HALES, JOHN (1584-1656), English scholar, frequently referred to as " the ever memorable," was born at Bath on the 19th of April 1584, and was educated at Corpus Christi College, Oxford. He was elected a fellow of Merton in 1605, and in 1612 he was appointed public lecturer on Greek. In 1613 he was made a fellow of Eton. Five years later he went to Holland, as chaplain to the English ambassador, Sir Dudley Carleton, who despatched him to Dort to report upon the proceedings of the synod then sitting. In 1619 he returned to Eton and spent his time among his books and in the company of literary men, among whom he was highly reputed for his common sense, his erudition and his genial charity. Andrew Marvell called him " one of the clearest heads and best-prepared breasts in Christendom." His eirenical tract entitled Schism and Schismaticks (1636) fell into the hands of Archbishop Laud, and Hales, hearing that he had disapproved of it, is said to have, written to the prelate a vindication of his position. This led to a meeting, and in 1639 Hales .vas made one of Laud's chaplains and also a canon of Windsor. In 1642 he was deprived of his canonry by the parliamentary committee, and two years later was obliged to hide in Eton with the college documents and keys. In 1649 he refused to take the "Engagement" and was ejected from his fellowship. He then retired to Buckinghamshire, where he found a home with Mrs Salter, the sister of the bishop of Salisbury (Brian Duppa), and acted as tutor to her son. The issue of the order against harbouring malignants led him to return to Eton. Here, having sold his valuable library at great sacrifice, he lived in poverty until his death on the 19th of May 1656.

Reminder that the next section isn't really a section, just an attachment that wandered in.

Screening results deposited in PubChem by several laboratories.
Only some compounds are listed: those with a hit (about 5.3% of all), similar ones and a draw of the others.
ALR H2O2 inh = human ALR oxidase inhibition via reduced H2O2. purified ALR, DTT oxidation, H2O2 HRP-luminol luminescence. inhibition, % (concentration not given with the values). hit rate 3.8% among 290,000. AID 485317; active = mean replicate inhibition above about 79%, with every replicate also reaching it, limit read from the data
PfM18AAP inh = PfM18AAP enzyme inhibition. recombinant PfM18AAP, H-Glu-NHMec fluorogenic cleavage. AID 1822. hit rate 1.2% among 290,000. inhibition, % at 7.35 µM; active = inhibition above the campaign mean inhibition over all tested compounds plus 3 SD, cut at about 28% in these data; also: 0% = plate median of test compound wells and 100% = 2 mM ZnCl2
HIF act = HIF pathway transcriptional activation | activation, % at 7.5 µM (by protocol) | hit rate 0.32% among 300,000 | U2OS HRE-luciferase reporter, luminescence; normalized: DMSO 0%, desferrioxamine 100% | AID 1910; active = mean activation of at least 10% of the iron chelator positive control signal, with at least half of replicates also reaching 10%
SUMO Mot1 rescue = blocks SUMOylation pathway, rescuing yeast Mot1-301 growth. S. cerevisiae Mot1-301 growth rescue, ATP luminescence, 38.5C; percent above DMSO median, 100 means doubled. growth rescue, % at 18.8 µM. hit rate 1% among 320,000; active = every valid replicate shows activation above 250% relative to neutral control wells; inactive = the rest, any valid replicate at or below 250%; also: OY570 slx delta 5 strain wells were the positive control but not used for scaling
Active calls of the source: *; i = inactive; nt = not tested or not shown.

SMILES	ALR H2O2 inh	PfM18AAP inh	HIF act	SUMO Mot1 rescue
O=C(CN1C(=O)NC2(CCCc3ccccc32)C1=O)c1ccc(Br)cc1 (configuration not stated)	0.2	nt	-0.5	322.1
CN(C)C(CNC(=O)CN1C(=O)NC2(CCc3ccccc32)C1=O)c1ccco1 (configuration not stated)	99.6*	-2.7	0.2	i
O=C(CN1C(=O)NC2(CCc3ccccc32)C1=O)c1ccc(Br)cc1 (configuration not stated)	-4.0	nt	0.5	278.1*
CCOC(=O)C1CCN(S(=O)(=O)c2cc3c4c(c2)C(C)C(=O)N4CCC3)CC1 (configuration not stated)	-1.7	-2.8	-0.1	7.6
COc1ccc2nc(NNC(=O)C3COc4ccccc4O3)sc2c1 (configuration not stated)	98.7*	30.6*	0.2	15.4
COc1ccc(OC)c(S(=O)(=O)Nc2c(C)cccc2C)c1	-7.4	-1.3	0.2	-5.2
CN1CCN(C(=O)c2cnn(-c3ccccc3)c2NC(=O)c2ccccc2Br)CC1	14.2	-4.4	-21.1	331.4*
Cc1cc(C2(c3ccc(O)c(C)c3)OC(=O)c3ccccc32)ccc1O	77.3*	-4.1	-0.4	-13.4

His collected works (3 vols.) were edited by Lord Hailes, and published in 1765.
Note - this article incorporates content from Encyclopaedia Britannica, Eleventh Edition, (1910-1911)